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ASUS Eee PC 1201N Netbook On Linux Update

Hardware

Published on 08 January 2010 04:14 AM EST
Written by Michael Larabel in Hardware
22 Comments

My sabbatical with Windows is coming to an end next week, but during the past three weeks I have been using the brand-new ASUS Eee PC 1201N exclusively. This ASUS netbook that packs an Intel Atom 330 dual-core processor, NVIDIA ION graphics, a nice 12" display that runs at 1366 x 768, and 2GB of RAM has been working out quite well. During the times that I dual-boot into Ubuntu 9.10, everything continues to run quite smoothly as I had mentioned in the ASUS Eee PC 1201N review.

There are a few quirks that have been encountered, but besides that the experience continues to be good. One of the issues is when manually adjusting the display's brightness using the keyboard command when running on battery and then letting the system idle when GNOME knocks down the brightness even further, when returning to use the system the display will end up getting lit back to its original brightness and not what was set via the keyboard controls.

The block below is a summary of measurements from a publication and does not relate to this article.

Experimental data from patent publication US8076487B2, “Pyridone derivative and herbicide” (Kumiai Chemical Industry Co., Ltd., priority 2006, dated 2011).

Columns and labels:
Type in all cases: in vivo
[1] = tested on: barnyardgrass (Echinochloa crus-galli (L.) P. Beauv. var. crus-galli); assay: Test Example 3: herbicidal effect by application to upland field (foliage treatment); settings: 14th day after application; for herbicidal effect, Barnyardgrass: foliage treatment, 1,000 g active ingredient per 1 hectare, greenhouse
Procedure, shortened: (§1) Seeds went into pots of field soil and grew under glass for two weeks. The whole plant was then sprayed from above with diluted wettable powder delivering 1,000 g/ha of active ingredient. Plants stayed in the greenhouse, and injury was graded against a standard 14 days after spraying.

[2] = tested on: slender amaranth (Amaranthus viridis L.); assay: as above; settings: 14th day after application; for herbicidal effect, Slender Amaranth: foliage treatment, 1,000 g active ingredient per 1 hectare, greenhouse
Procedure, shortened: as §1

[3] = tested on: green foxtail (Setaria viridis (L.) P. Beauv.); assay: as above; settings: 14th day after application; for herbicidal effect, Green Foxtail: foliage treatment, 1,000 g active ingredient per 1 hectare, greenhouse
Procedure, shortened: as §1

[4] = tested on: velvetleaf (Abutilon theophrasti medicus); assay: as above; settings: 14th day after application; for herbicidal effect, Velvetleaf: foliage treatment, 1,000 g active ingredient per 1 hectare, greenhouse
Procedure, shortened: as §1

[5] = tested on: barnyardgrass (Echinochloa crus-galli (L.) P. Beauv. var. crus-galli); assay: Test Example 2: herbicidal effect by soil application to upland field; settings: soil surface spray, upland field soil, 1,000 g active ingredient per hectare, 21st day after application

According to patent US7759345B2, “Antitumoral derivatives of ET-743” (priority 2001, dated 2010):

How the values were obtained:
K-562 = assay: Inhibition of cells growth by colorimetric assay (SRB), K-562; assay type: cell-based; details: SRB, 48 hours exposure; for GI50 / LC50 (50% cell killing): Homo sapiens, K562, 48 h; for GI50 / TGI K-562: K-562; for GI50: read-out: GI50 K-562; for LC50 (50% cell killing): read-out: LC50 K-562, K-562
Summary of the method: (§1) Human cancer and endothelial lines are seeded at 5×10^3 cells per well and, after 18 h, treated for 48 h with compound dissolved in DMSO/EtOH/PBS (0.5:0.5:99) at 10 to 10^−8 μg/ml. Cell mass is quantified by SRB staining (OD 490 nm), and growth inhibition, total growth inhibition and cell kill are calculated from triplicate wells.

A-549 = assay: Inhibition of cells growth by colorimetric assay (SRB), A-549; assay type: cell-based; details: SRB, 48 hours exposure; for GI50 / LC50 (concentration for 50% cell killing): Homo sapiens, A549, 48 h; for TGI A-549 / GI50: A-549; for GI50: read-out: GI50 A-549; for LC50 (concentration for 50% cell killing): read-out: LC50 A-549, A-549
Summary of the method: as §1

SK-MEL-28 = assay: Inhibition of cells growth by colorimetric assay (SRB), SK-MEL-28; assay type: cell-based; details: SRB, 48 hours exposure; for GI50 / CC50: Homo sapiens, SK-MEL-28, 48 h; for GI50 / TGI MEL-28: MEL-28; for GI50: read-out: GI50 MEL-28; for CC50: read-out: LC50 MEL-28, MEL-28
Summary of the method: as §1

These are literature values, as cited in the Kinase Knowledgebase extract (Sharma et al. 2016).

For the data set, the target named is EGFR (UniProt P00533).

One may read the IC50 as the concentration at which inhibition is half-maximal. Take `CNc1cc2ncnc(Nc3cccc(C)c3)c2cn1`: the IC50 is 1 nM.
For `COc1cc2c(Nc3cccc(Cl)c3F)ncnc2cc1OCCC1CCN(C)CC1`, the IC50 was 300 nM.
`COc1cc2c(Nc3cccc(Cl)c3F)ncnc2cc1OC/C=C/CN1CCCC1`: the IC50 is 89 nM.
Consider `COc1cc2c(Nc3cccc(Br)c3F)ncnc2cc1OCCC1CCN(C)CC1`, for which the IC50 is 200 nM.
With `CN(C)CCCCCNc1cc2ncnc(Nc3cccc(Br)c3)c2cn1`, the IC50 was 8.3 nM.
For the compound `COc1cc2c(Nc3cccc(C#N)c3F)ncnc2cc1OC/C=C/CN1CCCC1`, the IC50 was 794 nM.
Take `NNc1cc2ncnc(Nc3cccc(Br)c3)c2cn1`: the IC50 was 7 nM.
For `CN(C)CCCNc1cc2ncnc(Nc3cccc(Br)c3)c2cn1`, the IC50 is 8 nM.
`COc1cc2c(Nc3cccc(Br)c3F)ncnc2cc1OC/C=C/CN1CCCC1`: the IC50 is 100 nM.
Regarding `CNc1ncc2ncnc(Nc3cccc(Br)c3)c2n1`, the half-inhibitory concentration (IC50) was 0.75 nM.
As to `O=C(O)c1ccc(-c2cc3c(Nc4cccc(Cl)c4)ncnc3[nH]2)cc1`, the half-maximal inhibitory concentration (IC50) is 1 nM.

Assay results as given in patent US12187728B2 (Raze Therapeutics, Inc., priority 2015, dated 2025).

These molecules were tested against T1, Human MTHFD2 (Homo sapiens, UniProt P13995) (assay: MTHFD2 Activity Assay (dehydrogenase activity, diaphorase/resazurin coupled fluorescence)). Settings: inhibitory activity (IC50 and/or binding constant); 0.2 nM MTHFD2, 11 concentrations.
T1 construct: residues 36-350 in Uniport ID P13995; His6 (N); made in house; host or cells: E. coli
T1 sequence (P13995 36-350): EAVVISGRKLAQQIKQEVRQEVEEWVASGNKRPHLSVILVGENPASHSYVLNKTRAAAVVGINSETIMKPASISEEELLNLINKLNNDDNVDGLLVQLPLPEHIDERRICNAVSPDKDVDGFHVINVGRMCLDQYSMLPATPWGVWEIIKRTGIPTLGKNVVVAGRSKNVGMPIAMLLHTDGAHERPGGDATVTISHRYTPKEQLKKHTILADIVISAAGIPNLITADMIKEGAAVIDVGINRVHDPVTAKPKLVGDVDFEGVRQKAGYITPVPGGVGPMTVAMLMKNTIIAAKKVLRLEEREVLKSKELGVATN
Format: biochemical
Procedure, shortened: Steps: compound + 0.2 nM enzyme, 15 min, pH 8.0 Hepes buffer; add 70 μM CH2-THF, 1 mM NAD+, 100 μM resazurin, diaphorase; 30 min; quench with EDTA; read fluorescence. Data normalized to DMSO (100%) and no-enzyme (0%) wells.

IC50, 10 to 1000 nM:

While benchmarks will come out soon that compare Windows to Linux (and maybe OpenSolaris and BSD too, since they are all supported by the Phoronix Test Suite), Windows 7 continues to run quite well and have the upper-hand over Linux in some areas. However, stay tuned for more information on that matter.

If you are interested in purchasing the ASUS Eee PC 1201N netbook, I still view it as a great buy and it can be found at Amazon (it's now in-stock compared to last month) or at NewEgg.

About The Author
Michael Larabel is the principal author of Phoronix.com and founded the web-site in 2004 with a focus on enriching the Linux hardware experience and being the largest web-site devoted to Linux hardware reviews, particularly for products relevant to Linux gamers and enthusiasts but also commonly reviewing servers/workstations and embedded Linux devices. Michael has written more than 10,000 articles covering the state of Linux hardware support, Linux performance, graphics hardware drivers, and other topics. Michael is also the lead developer of the Phoronix Test Suite, Phoromatic, and OpenBenchmarking.org automated testing software. He can be followed via and or contacted via .
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